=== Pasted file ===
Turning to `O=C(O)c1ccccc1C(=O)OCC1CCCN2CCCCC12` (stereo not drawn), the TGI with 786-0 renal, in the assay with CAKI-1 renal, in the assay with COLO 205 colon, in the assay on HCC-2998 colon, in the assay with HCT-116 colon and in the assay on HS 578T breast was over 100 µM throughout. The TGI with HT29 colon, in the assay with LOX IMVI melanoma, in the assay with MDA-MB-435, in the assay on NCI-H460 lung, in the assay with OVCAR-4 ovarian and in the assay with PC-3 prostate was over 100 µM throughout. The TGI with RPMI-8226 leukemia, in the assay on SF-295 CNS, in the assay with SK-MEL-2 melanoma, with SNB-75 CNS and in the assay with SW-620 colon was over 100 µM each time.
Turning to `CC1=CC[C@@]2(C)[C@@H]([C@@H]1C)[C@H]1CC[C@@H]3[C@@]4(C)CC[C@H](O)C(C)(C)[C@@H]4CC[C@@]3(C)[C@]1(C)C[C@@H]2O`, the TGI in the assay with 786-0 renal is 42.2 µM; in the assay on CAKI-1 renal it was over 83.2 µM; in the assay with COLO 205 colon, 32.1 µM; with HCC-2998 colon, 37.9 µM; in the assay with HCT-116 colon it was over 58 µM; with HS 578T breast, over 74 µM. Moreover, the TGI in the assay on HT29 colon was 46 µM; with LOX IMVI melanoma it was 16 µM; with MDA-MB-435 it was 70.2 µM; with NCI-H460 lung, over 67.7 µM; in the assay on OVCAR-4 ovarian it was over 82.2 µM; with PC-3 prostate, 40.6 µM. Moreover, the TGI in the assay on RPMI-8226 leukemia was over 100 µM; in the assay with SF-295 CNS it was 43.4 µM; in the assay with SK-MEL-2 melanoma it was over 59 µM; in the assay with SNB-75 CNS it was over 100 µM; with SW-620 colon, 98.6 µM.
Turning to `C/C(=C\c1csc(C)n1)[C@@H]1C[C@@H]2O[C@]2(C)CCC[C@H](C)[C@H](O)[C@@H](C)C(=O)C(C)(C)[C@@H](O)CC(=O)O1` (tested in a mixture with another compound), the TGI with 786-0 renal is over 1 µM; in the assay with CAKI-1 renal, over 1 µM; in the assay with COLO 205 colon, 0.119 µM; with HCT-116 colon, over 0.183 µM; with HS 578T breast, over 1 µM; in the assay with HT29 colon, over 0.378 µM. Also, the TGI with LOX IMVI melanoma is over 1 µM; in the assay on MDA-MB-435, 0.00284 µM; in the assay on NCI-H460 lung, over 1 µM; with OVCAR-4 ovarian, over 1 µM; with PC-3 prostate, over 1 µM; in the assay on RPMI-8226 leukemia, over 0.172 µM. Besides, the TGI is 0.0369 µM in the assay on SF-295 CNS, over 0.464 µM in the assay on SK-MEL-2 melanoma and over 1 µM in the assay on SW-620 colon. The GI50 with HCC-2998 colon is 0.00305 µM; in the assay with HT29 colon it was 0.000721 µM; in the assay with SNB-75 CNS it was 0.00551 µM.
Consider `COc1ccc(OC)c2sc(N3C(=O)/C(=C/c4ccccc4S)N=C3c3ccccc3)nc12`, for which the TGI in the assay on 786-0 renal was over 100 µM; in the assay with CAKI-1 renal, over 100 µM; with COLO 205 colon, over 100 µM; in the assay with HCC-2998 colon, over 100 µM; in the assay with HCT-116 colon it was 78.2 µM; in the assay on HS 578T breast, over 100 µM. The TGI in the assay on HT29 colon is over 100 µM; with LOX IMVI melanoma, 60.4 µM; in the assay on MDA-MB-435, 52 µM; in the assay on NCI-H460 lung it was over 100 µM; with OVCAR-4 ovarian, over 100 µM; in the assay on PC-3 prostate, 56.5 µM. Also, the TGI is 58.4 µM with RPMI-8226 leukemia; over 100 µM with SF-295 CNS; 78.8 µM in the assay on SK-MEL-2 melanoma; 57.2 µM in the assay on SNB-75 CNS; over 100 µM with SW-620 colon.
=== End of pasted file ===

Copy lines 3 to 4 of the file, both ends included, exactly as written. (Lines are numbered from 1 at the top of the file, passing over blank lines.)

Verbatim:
Turning to `C/C(=C\c1csc(C)n1)[C@@H]1C[C@@H]2O[C@]2(C)CCC[C@H](C)[C@H](O)[C@@H](C)C(=O)C(C)(C)[C@@H](O)CC(=O)O1` (tested in a mixture with another compound), the TGI with 786-0 renal is over 1 µM; in the assay with CAKI-1 renal, over 1 µM; in the assay with COLO 205 colon, 0.119 µM; with HCT-116 colon, over 0.183 µM; with HS 578T breast, over 1 µM; in the assay with HT29 colon, over 0.378 µM. Also, the TGI with LOX IMVI melanoma is over 1 µM; in the assay on MDA-MB-435, 0.00284 µM; in the assay on NCI-H460 lung, over 1 µM; with OVCAR-4 ovarian, over 1 µM; with PC-3 prostate, over 1 µM; in the assay on RPMI-8226 leukemia, over 0.172 µM. Besides, the TGI is 0.0369 µM in the assay on SF-295 CNS, over 0.464 µM in the assay on SK-MEL-2 melanoma and over 1 µM in the assay on SW-620 colon. The GI50 with HCC-2998 colon is 0.00305 µM; in the assay with HT29 colon it was 0.000721 µM; in the assay with SNB-75 CNS it was 0.00551 µM.
Consider `COc1ccc(OC)c2sc(N3C(=O)/C(=C/c4ccccc4S)N=C3c3ccccc3)nc12`, for which the TGI in the assay on 786-0 renal was over 100 µM; in the assay with CAKI-1 renal, over 100 µM; with COLO 205 colon, over 100 µM; in the assay with HCC-2998 colon, over 100 µM; in the assay with HCT-116 colon it was 78.2 µM; in the assay on HS 578T breast, over 100 µM. The TGI in the assay on HT29 colon is over 100 µM; with LOX IMVI melanoma, 60.4 µM; in the assay on MDA-MB-435, 52 µM; in the assay on NCI-H460 lung it was over 100 µM; with OVCAR-4 ovarian, over 100 µM; in the assay on PC-3 prostate, 56.5 µM. Also, the TGI is 58.4 µM with RPMI-8226 leukemia; over 100 µM with SF-295 CNS; 78.8 µM in the assay on SK-MEL-2 melanoma; 57.2 µM in the assay on SNB-75 CNS; over 100 µM with SW-620 colon.